Okin makes a very interesting point when she criticizes John Rawls through Kant for neglecting empathy in determining morality and justice. “The Kantian connection, I suggest, made it extremely difficult for Rawls to acknowledge any role for empathy or benevolence in the formulation of his principles of justice, instead, impelled him in the direction of rational choice” (Okin 231). She sees the root of the problem as Kant’s division of love into the "benevolent" and "pathological", and his deprecation of the "pathological". Kant stated: “There are two sorts of love: practical love that lies in the will and in principles of action, and pathological love that lies in the direction the person’s feelings and tender sympathies take” (Kant 9). On this point Kant is weakest, because his compression of the range of human affections into these two categories feels forced. Not that there’s anything wrong with the categories as such, and logically his division does work. But it makes Kant appear heartless. Kant was doubtless familiar with Aristotle’s classification the types of love, but he appears to have wanted to condense it. In using these categories, Kant probably intended to include specific types of love, such as mother love, brotherly love, platonic love, as well as the many affections which are arguably gradations of love, but towards which the English word is too strong: the friendship of soldiers, colleagues, as well as non-self-interested charity (a Christian ideal). The last would qualify as practical love, the remainder as pathological love, under Kant. Okin picks just one, the mother-child bond, as being so wholly special as to break Kant’s categories entirely, and then uses it as the basis for invalidating Kant’s entire system. Kant would doubtless argue this is logically invalid. And logically invalid it may be, though this fact does not invalidate Okin’s argument either.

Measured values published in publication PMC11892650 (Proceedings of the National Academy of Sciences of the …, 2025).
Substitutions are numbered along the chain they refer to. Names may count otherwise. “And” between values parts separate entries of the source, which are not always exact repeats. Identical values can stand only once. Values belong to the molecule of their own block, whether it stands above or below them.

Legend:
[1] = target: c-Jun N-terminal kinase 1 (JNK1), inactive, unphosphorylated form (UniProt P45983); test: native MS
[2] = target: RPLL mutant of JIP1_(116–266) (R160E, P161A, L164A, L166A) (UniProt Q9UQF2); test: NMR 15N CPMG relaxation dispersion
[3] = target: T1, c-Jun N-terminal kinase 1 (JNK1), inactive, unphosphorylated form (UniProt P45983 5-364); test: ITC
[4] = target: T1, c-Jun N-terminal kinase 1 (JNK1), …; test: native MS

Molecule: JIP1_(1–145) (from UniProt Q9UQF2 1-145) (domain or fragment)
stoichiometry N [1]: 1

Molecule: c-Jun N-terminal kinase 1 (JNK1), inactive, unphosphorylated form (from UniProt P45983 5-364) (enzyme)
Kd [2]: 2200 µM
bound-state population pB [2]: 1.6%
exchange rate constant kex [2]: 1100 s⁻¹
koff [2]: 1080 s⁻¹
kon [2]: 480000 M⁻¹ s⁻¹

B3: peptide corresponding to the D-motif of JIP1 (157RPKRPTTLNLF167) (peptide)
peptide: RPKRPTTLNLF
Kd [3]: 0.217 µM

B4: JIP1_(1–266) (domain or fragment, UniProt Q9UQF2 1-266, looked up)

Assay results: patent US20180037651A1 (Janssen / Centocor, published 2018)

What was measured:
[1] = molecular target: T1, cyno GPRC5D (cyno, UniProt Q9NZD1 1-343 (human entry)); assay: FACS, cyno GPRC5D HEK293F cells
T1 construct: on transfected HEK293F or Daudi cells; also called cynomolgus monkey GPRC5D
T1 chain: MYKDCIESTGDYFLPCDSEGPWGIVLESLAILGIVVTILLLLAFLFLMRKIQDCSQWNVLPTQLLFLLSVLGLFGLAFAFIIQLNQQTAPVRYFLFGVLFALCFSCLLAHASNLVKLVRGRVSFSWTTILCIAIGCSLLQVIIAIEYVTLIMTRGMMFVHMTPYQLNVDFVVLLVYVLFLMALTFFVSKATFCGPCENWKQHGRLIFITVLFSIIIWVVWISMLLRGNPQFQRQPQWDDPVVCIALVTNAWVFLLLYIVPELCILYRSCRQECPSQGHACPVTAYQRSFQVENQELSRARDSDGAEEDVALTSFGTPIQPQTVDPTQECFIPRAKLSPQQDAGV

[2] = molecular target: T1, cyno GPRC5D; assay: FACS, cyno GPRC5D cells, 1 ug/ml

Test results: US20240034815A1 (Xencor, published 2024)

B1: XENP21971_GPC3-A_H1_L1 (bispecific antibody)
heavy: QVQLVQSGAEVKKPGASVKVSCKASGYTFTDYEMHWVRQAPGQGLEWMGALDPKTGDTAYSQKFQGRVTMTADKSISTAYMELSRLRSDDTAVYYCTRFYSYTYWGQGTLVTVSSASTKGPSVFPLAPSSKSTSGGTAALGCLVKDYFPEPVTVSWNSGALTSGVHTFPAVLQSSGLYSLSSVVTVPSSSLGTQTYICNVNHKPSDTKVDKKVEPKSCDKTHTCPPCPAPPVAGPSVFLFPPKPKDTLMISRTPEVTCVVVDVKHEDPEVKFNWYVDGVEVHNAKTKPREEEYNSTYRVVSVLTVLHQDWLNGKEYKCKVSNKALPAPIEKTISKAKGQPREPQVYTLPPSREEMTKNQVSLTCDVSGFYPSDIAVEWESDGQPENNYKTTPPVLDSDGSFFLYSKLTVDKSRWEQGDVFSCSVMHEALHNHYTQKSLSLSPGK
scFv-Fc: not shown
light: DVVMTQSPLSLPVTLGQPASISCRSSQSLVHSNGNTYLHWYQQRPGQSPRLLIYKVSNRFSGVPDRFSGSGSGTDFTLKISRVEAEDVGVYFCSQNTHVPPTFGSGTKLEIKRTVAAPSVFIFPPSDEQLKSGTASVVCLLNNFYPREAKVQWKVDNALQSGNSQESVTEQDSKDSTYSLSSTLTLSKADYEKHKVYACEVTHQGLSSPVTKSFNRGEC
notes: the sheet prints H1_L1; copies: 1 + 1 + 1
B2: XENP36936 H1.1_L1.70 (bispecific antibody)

Kant, Immanual. "Groundwork for the Metaphic of Morals". 2006. PDF. Ed. Jonathan Bennett. (Nov. 2006). 20 Aug. 2007 <http://www.earlymoderntexts.com/pdf/kantgw.pdf>.
Okin, Susan Moller. "Reason and Feeling in Thinking about Justice." Ethics 99.2 (1989): 229-49.